Another theory is that Britain was able to succeed in the Industrial Revolution due to the availability of key resources it possessed. It had a dense population for its small geographical size. Enclosure of common land and the related Agricultural Revolution made a supply of this labor readily available. Local supplies of coal , iron, lead, copper , tin , limestone and water power, resulted in excellent conditions for the development and expansion of industry.

Also, the damp, mild weather conditions of the North West of England provided ideal conditions for the spinning of cotton , providing a natural starting point for the birth of the textiles industry. The stable political situation in Britain from around , and British society's greater receptiveness to change when compared with other European countries can also be said to be factors favoring the Industrial Revolution. In large part due to the Enclosure movement, the peasantry was destroyed as significant source of resistance to industrialization, and the landed upper classes developed commercial interests that made them pioneers in removing obstacles to the growth of capitalism.

Another theory is that the British advance was due to the presence of an entrepreneurial class which believed in progress, technology and hard work. Reinforcement of confidence in the rule of law, which followed establishment of the prototype of constitutional monarchy in Britain in the Glorious Revolution of , and the emergence of a stable financial market there based on the management of the national debt by the Bank of England , contributed to the capacity for, and interest in, private financial investment in industrial ventures.

Dissenters found themselves barred or discouraged from almost all public offices, as well as education at England's only two Universities at the time although dissenters were still free to study at Scotland's four universities. When the restoration of the monarchy took place and membership in the official Anglican church became mandatory due to the Test Act, they thereupon became active in banking, manufacturing and education.

The Unitarians, in particular, were very involved in education, by running Dissenting Academies, where, in contrast to the Universities of Oxford and Cambridge and schools such as Eton and Harrow, much attention was given to mathematics and the sciences—areas of scholarship vital to the development of manufacturing technologies.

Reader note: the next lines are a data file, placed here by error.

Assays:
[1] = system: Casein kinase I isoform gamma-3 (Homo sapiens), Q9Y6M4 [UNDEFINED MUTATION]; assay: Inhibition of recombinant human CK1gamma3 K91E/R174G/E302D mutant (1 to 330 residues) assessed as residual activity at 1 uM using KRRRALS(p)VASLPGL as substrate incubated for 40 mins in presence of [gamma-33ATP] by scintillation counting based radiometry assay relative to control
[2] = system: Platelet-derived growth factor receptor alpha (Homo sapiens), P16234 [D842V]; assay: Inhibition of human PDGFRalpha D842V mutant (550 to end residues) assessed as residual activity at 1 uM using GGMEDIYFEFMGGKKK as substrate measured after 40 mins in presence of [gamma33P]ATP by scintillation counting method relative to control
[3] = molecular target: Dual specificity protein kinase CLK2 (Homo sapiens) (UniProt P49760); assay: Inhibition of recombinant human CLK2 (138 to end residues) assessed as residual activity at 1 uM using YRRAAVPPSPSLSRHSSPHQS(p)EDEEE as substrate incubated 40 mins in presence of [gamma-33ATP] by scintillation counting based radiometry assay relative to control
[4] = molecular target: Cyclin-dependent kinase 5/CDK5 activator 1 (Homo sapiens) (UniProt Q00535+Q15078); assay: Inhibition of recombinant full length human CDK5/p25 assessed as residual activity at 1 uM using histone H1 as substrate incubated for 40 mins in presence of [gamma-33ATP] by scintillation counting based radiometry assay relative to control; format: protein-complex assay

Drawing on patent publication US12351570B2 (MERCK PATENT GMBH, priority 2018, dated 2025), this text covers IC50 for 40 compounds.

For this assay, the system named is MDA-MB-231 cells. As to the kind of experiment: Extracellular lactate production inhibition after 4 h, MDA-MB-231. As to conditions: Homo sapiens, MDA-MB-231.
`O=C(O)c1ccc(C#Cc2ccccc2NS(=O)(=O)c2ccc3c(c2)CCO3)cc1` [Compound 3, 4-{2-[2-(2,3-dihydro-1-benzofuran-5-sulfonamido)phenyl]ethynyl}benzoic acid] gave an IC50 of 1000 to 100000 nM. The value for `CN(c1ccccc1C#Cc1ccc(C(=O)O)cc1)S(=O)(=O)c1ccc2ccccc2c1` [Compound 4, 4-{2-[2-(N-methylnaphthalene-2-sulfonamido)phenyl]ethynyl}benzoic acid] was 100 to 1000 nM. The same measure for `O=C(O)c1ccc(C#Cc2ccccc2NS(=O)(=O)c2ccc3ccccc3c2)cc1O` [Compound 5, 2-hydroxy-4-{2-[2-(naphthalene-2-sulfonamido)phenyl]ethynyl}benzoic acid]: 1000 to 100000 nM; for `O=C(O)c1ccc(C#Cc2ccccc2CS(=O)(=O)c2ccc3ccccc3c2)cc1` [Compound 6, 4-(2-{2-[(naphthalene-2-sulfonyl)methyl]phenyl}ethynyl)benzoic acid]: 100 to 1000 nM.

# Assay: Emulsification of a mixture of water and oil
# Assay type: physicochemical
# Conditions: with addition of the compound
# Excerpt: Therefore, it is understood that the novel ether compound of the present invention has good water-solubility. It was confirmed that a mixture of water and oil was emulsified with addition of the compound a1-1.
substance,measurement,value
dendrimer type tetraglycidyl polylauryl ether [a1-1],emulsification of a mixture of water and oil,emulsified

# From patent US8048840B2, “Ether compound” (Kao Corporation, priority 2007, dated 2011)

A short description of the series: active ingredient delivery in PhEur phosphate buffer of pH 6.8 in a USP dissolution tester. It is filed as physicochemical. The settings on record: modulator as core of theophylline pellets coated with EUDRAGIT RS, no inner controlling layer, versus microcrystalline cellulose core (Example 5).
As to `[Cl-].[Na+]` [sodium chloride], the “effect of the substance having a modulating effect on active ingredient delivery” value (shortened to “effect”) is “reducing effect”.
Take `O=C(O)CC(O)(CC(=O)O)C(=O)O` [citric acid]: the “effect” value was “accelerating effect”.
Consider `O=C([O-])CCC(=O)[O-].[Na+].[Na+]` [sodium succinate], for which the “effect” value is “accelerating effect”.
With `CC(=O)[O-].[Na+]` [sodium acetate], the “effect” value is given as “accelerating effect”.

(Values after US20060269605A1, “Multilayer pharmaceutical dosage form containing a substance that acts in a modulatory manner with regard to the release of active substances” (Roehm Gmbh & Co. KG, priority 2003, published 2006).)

Historians sometimes consider this social factor to be extremely important, along with the nature of the national economies involved. While members of these sects were excluded from certain circles of the government, they were considered fellow Protestants, to a limited extent, by many in the middle class, such as traditional financiers or other businessmen.

Given this relative tolerance and the supply of capital, the natural outlet for the more enterprising members of these sects would be to seek new opportunities in the technologies created in the wake of the Scientific revolution of the 17th century. In terms of social structure, the Industrial Revolution witnessed the triumph of a middle class of industrialists and businessmen over a landed class of nobility and gentry.

Ordinary working people found increased opportunities for employment in the new mills and factories, but these were often under strict working conditions with long hours of labor dominated by a pace set by machines. However, harsh working conditions were prevalent long before the industrial revolution took place as well.

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  8. Pre-industrial society was very static and often cruel—child labor, dirty living conditions and long working hours were just as prevalent before the Industrial Revolution. Industrialization led to the creation of the factory. Arguably the first was John Lombe's water-powered silk mill at Derby was operational by However, the rise of the factory came somewhat later when cotton - spinning was mechanized. The factory system was largely responsible for the rise of the modern city , as workers migrated into the cities in search of employment in the factories.

    Nowhere was this better illustrated than the mills and associated industries of Manchester, nicknamed Cottonopolis, and arguably the world's first industrial city.

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    For much of the nineteenth century, production was done in small mills, which were typically powered by water and built to serve local needs. Later each mill would have its own steam engine and a tall chimney to give an efficient draft through its boiler. The transition to industrialization was not wholly smooth. For example, a group of English workers known as Luddites formed to protest against industrialization and sometimes sabotaged factories, by throwing a wooden shoe sabot into the mechanical works.

    One of the earliest reformers of factory conditions was Robert Owen. In other industries the transition to factory production followed a slightly different course. In , an integrated brass mill was working at Warmley near Bristol. Raw material went in at one end, was smelted into brass and was turned into pans, pins, wire, and other goods.